a) Purpose of Contact Phase is not "Pilot Appreciation."
b) T-39s are not flown as a part of Advanced in VT-86.
While the lessons are immediately NFO-specific, in that they are not identical to what Student Naval Aviators (SNAs) are taught in their Primary, the Contact Phase exposes SNFOs to the role of the pilot in order to
A Pilot Appreciation Course A Procedures-Learning Introductory Course
Update: You can see what I previously wrote about the purpose of the Contact Phase above, stricken. That was honestly what I had thought was the purpose of the phase until, after my third flight, my on-wing2 asked me what the purpose of Contacts was and then corrected me when I answered. The real purpose for the Contact Phase is to introduce SNFOs to the idea and practice of procedures. That is the thing that NFOs do; by memorizing Emergency Procedures, practicing the ground procedures checklists, as well as the procedures for maneuvers like stalls, spins, and VFR pattern work, it sets up students for success when we have much more complicated procedures in later stages. The best advice I can give students for the Contact Phase is to develop habits that enable you to learn procedures. Heed these words!
The Contact Phase consists of about 3-4 weeks of ground school courses with 4-6 exams covering the Hawker Beechcraft T-6A Texan II's systems and emergency procedures, communications practices, and weather; several graded simulator events; and finally 5-6 flights at the primary controls.
A T-6 Static Trainer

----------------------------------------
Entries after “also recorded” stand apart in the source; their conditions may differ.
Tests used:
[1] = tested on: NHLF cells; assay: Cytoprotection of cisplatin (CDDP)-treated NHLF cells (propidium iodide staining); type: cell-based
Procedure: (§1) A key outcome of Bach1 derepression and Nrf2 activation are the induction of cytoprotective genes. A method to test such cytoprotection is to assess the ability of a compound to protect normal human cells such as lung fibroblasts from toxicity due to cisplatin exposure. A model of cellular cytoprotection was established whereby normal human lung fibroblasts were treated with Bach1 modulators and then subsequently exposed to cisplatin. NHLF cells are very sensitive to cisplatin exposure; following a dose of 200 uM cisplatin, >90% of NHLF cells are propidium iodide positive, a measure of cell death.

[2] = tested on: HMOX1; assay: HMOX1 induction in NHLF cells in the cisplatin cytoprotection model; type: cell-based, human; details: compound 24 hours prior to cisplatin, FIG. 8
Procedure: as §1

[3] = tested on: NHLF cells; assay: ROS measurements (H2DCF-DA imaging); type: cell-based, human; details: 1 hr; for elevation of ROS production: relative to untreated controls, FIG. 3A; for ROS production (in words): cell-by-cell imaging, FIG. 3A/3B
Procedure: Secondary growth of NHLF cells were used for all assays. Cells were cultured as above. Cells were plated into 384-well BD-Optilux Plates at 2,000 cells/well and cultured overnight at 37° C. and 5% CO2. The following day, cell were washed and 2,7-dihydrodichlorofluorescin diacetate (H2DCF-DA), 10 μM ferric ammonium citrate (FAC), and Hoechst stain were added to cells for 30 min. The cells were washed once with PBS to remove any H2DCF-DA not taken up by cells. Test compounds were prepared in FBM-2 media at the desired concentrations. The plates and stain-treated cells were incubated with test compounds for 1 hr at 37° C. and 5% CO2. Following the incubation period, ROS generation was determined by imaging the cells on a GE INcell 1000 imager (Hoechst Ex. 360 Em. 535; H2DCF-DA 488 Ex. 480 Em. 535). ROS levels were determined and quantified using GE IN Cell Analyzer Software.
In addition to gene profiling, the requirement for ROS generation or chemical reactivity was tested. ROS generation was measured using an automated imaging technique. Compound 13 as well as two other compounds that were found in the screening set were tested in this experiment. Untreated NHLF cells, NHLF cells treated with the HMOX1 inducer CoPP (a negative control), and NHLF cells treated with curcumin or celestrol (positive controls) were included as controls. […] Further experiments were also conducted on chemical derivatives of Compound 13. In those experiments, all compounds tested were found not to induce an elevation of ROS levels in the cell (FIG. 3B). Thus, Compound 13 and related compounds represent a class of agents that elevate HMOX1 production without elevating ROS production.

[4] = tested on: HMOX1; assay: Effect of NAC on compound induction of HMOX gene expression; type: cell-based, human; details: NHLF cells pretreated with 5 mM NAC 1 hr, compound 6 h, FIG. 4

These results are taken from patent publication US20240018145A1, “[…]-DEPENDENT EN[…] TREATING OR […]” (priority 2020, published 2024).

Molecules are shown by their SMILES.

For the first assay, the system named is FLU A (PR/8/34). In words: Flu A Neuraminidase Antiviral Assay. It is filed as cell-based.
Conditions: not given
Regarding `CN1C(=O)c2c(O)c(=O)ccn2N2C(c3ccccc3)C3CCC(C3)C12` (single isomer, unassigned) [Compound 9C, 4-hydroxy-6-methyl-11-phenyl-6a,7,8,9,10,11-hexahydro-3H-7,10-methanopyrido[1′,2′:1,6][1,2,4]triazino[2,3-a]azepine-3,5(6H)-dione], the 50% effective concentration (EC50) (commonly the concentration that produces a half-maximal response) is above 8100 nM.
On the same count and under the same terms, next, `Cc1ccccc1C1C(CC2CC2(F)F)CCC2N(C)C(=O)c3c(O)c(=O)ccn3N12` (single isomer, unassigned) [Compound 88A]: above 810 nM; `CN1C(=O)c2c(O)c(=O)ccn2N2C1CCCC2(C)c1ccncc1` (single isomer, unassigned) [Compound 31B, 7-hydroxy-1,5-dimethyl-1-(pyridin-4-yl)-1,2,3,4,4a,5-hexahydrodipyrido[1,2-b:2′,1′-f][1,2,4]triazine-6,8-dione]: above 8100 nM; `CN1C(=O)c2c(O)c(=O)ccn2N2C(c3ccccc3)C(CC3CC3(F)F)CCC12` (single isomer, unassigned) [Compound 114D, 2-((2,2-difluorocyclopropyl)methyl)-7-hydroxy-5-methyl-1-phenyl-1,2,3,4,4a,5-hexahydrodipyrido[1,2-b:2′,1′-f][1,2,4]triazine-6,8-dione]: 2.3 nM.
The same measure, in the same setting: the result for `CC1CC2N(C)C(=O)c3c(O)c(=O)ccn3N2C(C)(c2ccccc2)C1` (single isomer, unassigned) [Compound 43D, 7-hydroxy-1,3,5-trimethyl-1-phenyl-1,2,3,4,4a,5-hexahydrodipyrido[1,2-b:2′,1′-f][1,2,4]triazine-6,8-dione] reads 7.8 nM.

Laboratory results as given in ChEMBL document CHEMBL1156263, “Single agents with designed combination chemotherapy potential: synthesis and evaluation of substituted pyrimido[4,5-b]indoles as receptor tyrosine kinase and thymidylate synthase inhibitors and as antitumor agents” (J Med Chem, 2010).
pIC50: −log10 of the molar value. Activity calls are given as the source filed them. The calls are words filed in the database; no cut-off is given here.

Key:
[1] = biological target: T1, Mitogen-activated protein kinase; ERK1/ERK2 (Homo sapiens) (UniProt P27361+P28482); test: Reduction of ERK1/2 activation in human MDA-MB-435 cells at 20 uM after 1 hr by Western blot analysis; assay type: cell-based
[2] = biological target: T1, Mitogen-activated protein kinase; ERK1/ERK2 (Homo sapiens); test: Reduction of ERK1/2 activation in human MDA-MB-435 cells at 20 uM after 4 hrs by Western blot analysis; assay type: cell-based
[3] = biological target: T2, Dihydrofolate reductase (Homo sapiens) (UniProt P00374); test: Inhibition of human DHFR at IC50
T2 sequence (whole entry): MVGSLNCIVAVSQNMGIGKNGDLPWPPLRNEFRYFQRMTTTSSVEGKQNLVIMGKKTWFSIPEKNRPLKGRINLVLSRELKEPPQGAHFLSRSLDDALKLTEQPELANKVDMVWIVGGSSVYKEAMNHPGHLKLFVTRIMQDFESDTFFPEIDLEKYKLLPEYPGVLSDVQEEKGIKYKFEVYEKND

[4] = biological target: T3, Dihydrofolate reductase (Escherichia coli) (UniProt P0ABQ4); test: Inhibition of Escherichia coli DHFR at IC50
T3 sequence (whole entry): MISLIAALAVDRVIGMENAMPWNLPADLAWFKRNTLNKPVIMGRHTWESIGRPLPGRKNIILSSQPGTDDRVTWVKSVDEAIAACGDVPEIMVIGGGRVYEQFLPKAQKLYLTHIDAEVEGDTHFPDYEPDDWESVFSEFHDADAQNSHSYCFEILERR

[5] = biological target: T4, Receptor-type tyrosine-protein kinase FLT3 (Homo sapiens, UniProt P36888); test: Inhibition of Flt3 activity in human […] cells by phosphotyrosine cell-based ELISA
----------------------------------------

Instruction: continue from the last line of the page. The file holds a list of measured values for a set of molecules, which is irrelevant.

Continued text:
(click to enlarge)
Follow-on PhasesAfter the Contact Phase, SNFOs complete Instrument and Visual Navigation phases. (There may be more, but those I know for sure.) Each subsequent phase follows the same general pattern: ground school classes, simulator events, then flights.
After PrimaryAt the completion of Primary, I will remain in Training Squadron Ten (VT-10) but will begin Intermediate Flight Training. Eventually, I will transfer to Training Squadron Eight Six (VT-86) where I will train in the
Sitting in a T-39
(click to enlarge)
My ProgressI finished ground school for the contact phase earlier this week. Today should have been my first graded simulator event. However, I am now once again in a holding pattern of undetermined length.
Due to plane unavailability, students in classes ahead of me are being delayed completing their flights; rather than continue to push students through the simulator events only to wait around before flying (which increases costs to the taxpayer since the student is now owed a "warm-up flight" before being graded), we are being delayed prior to simulator events until they are ready for us to move forward so we can flow right into "flight side" and complete those events without warm-up flights being required.
Personally, I am quite okay with the delay, as it provides me more time to study prior to the events. However, dealing with the uncertainty of whether I will be scheduled "tomorrow" keeps me on my toes. And I do also have a concern that instructors will set a higher bar knowing that we have had more time to prepare—basically a backfire on what I am hoping is a boon.
Time to go be more productive.
1. The T-39 is being phased out of training due to its age, but nobody knows for sure yet if I will be in it or not. It could go either way by the time I get there. If I end up not using it, those stages of training will be replaced by extra simulator events and more flights in the T-45, as far as I have heard. ↩
2. An "on-wing" is an instructor pilot (IP) with whom a SNFO will fly his first 3 contact flights and who is intended to be an instructor to whom the SNFO can direct questions about learning or personal issues. It is a complementary program to the Class Advisor program. I personally directed my questions to my Class Advisor instead. ↩